|The late Governor Ray closer the time I first met him.|
I first remember meeting Robert D. (Bob) Ray when I was 11 years-old. I rode in a car with him and my parents into the city of San Francisco from the airport. The occasion was the Republican National Convention in 1964. Ray was then the chairman of the Iowa Republican Party and leader of the Iowa delegation, and my dad was working for the moderate Republican candidate, Gov. William Scranton of Pennsylvania. My mom came along because, well, it was San Francisco and she'd lived and worked there during the Second World War. I got to tag along because I was the oldest--or perhaps merely because no one would want to look after four kids back home. In any event, it was the first of many occasions when I had the chance to be around Bob Ray and observe him behind the scenes. Of course, the convention nominated Barry Goldwater for president, and he was soundly trounced by Lyndon Johnson. But the Iowa delegation, to its credit, supported Scranton 14-10 over Goldwater in the crucial vote to the credit of my dad and Bob Ray (a Scranton supporter).
Both Ray and my parents remained loyal to the party and supported Goldwater in the election (although I never believed my dad all that enthusiastic about the task). Ray, along with other moderate Republicans, worked hard after the '64 Democrat landslide and significantly revived the party in the following election. In 1968, Ray ran for the Republican nomination for governor against a couple of other contenders and won the nomination and went on the win the general election that year. From that point, he never looked back.
Because my dad's firm, Central Surveys, conducted political opinion research in those days, he helped with some polling for Ray and the Republicans. On one occasion, sometime after I'd started college at the University of Iowa, located in the People's Republic of Johnson County (and my faith was quietly beginning to waiver), my dad invited me to join him in traveling to Des Moines. The purpose of the trip was to attend a meeting at the Governor's mansion to discuss planning a survey for the upcoming gubernatorial race. We meet with Governor Ray and several of his aids and party officials. What I observed was pretty much what I'd seen (but would have been able to articulate) ten years before: with Ray, I found someone who hadn't changed really at all despite having reached a place of some power and prominence. He displayed a dry and understated sense of humor, especially toward some who were critical of him. (Was Roger Jepsen already getting ready to try to unseat him from within the party? Perhaps.) In any event, while mild-manner and not the least bombastic, neither was he a Pollyanna nor did he suffer fools gladly. These were refreshing traits in any politician.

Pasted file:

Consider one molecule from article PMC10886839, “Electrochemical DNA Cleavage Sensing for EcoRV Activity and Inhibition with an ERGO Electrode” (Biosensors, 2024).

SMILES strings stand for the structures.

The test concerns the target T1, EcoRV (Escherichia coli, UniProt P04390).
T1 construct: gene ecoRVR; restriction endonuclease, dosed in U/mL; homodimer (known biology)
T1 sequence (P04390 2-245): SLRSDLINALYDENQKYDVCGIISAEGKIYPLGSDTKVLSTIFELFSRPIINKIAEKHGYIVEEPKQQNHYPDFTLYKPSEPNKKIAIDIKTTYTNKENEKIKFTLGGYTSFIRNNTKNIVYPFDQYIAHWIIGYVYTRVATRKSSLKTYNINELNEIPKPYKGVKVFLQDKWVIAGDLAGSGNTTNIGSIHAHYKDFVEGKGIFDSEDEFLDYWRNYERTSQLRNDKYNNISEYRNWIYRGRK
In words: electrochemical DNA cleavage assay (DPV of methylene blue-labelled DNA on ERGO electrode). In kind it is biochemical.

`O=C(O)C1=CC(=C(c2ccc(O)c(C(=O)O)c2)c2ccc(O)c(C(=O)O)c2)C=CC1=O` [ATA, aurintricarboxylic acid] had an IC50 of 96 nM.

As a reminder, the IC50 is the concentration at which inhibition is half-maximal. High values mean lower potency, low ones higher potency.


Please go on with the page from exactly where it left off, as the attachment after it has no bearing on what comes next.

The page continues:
These are memories of a long by-gone era. The Republican Party in Iowa then was neatly divided between the moderates and the conservatives. As I observed it, the contest was between the pragmatic wing composed of those who looked favorably on progress in areas like civil rights and opportunities for women, and who thought of government as a means--- limited but still substantial--with which to take action for the public good. Thus, Ray supported government programs and initiatives, yet when the government wasn't responsive to the citizenry, he grounded Air National Guard planes until the Guard paid damages that they'd caused to a couple of Iowa families. He also refused to approve of double-bottom trucks on Iowa interstates, much to the chagrin of the trucking industry. He supported and signed into law a bottle deposit requirement over the howling objections of the grocery industry. The attitude of he and his supporters contrasted with the conservatives, who were against most change and who were hell-bent on repealing the New Deal. And they always seemed angry (and still do).
I should add that my perceptions of Ray and his sense balance, humor, and sound judgment were reinforced by hours of talk I heard from Bob Tyson, our close family friend and one of Ray's right-hand men. Tyson served as the Executive Secretary of the Iowa Republican Party during Ray's time as chairman and then served in Ray's administration of Director of something-or-other. But I think Tyson's primary task was to know about everyone, Republican or Democrat. And in all of those stories that Tyson told us--and he was a natural raconteur--he never had anything derogatory to report about Ray or even to incidentally impune him (other than he tended to fall asleep when driving). What I saw and experienced on discrete occasions was apparently what Tyson perceived on a daily basis.
It's easy after someone dies to inflate memories and sweep faults under the rug, but I don't have to do that. As I drifted away from the Republican fold, I did so without any rancor and not without some remorse. There were Republicans then that I would be happy enough to have run the government. My parents and the likes of Bob Ray foremost in my mind as I think this. But as I floated left, the Republicans took a hard right and haven't stopped. What would that generation think about our current president? I don't know, and I wouldn't presume to channel the dead, but these early lessons about politics from my parents, Bob Tyson, and Bob Ray have helped shape the abhorrence that I feel toward the current pretender. I have seen better, so much better, that I can't but the all the more to resist its negation.